PROJECT ON A MECHANISM TO ADDRESS LAWS THAT DISCRIMINATE AGAINST WOMEN

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1 PROJECT ON A MECHANISM TO ADDRESS LAWS THAT DISCRIMINATE AGAINST WOMEN Commissioned by: Office of the High Commissioner for Human Rights Women s Rights and Gender Unit Consultant: Dr. Fareda Banda Release date: 6 March 2008

2 ACKNOWLEDGEMENTS I would like to thank Madeleine Rees, Dutima Bhagwandin, Vanessa Gorzcyka and all of the Women s Rights and Gender Unit for their help. I should also like to acknowledge Jane Connors. They have been a pleasure to work with and I am very grateful to them for their time and many kindnesses. Having seen first hand just how busy UN personnel are, I am deeply grateful to those who agreed to be interviewed for this project. I thank them for their time, useful insights and the onward transmission of reports and materials which have proved useful. My thanks also go to the UN translations unit. The focus of the report was on laws that discriminate against women. It would not have been possible to have written this report without the help of those who responded to the questionnaire. I am very grateful to them for taking the time to respond, often in some detail, to the questions. Without you, this report would not have been possible. Finally I would like to thank Thoko Kaime for research assistance and Craig Liddle for support. I take full responsibility for the content of this report, including any mistakes, which I am happy to correct. ii

3 TABLE OF CONTENTS ACKNOWLEDGEMENTS EXECUTIVE SUMMARY 1 INTRODUCTION 5 PART A: NON-DISCRIMINATION AND EQUALITY 14 Intersectionality 18 Reservations 23 PART B: REGIONAL HUMAN RIGHTS INITIATIVES 23 The European Convention on Human Rights 25 The Inter-American System 29 The African System 36 The Arab Charter 40 PART C: MAINSTREAMING WITHIN THE U.N. 41 Treaty Bodies 42 CEDAW 50 Special Procedures 56 PART D: LAWS THAT DISCRIMINATE AGAINST WOMEN 63 Age of marriage 73 Nationality/citizenship discrimination 83 Obedience laws husband s marital power 85 Non-consensual sex in marriage 89 Crimes in the name of honour 89 Discrimination in procedural and sentencing laws iii

4 91 Polygyny 95 Grounds for divorce 98 Post divorce property settlement 103 Succession and inheritance 107 Discrimination in employment 109 Night work and mine work 111 Barriers to employment-the requirement for family or spousal consent 113 Maternity policy hampering women s ability to participate in the labour market 114 Entitlement to Pension and other Benefits 115 Summary 117 PART E: IS THERE NEED FOR A SPECIAL RAPPORTEUR ON LAWS THAT DISCRIMINATE AGAINST WOMEN? 117 Arguments against the appointment of a Special Rapporteur on laws that discriminate against women 122 Engaging the arguments against-arguments in favour of the appointment of a Special Rapporteur on laws that discriminate against women 129 Other arguments in favour of the appointment of a Special Rapporteur on laws that discriminate against women 132 Possible mandate of a Special Rapporteur on laws that discriminate against women 134 To have or not to have a Special Rapporteur on laws that discriminate against women? 138 PART F: CONCLUSION AND RECOMMENDATIONS 141 APPENDICES iv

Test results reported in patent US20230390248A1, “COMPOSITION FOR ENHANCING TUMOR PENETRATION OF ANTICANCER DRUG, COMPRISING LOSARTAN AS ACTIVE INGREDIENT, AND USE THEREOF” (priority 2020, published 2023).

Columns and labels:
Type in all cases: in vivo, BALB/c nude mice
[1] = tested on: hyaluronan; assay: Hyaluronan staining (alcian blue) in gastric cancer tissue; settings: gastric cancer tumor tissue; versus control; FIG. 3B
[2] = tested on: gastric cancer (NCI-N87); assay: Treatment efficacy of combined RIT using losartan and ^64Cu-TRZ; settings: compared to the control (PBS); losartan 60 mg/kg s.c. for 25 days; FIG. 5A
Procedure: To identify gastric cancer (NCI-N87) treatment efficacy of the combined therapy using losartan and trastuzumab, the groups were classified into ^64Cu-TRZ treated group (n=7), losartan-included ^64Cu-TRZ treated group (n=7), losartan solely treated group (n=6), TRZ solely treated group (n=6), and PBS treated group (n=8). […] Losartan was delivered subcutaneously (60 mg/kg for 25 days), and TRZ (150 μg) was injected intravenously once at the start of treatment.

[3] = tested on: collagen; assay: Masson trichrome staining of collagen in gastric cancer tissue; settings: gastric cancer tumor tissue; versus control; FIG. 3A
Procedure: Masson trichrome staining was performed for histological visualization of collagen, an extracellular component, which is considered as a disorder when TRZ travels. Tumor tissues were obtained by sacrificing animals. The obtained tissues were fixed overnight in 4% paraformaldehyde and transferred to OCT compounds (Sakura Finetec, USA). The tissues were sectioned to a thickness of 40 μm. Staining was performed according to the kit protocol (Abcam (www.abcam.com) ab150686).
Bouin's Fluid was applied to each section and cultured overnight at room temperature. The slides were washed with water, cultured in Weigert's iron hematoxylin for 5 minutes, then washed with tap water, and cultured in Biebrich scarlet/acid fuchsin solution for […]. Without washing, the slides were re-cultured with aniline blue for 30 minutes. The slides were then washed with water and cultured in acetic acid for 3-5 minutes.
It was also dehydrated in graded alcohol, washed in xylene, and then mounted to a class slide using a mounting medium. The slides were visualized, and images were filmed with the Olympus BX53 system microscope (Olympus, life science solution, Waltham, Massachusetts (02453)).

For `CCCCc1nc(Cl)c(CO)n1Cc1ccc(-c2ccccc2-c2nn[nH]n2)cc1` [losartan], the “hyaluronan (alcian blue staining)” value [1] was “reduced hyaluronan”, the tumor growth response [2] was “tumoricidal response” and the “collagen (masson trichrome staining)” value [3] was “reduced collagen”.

5 141 Appendix A Consultant s Terms of Reference 144 Appendix B Methodology 148 Appendix C Cover Letter and Questionnaire 152 Appendix D Questionnaire Recipients v

6 Executive Summary The aim of the project was to examine the advisability of creating a new mechanism to address laws that discriminate against women. The terms of reference specified two key objectives. The first was to overview existing UN mechanisms to ascertain the extent to which they addressed the issue of discriminatory laws. This involved interviewing UN human rights and agency officials working in both Geneva and New York 1 and also reviewing the reports and jurisprudence of human rights committees and special procedure mechanisms. The second was to try to get national data on laws that discriminate against women. This was to be done by means of a questionnaire. On the basis of the data gathered, the consultant was required to advise on whether a special mechanism addressing discriminatory laws was needed. Divided into six parts, the report begins with a consideration of the concept of equality. It is now accepted that a formal model of equality based on reversing the sexes and comparing them will no longer suffice. Instead there needs to be a substantive approach. The Committee on the Elimination of all forms of Discrimination against Women (CEDAW) has noted that this requires States to monitor through measurable indicators, the impact of laws, policies and action plans and to evaluate progress achieved towards the practical realization of women s substantive equality with men. In order to achieve this, it may be necessary for States to consider putting into place temporary special measures. These have been used to increase women s participation in decision making bodies. Also considered in the report is the importance of adopting an intersectional approach that recognises the experiences of those who face multiple forms of discrimination simultaneously. The report assesses how reservations entered by States parties when ratifying human rights treaties have impacted upon the attainment of equality and specifically women s ability to enjoy their rights. The fact that some reservations entrench legal discrimination against women calls into question the commitment of States parties to the principle of non-discrimination. Part B of the report is a consideration of regional human rights systems. In line with the United Nations human rights instruments, they all appear to uphold the principle of non-discrimination including on grounds of sex and also provide for equality before the law. However, there appears to be, in some jurisdictions, instances where international commitments are made subject to domestic laws. Part C focuses on the work of human rights treaty bodies and special procedures mechanisms. An assessment is made of treaty bodies jurisprudence as it pertains to laws that discriminate against women. It would appear that after the 1993 Vienna World Conference on Human Rights, greater attention has been paid to women s rights in interaction with States parties and also in general comments produced by treaty bodies. Although most of the communications sent to those treaty bodies with a communication mechanism are sent by men, there is evidence to show that issues that impact directly upon women s enjoyment of their rights have also been addressed, and that there is now greater use of the individual communications procedure of the Committee on the Elimination of Discrimination against Women. 1 In New York, interviews were also arranged with three not-for-profit organizations. vi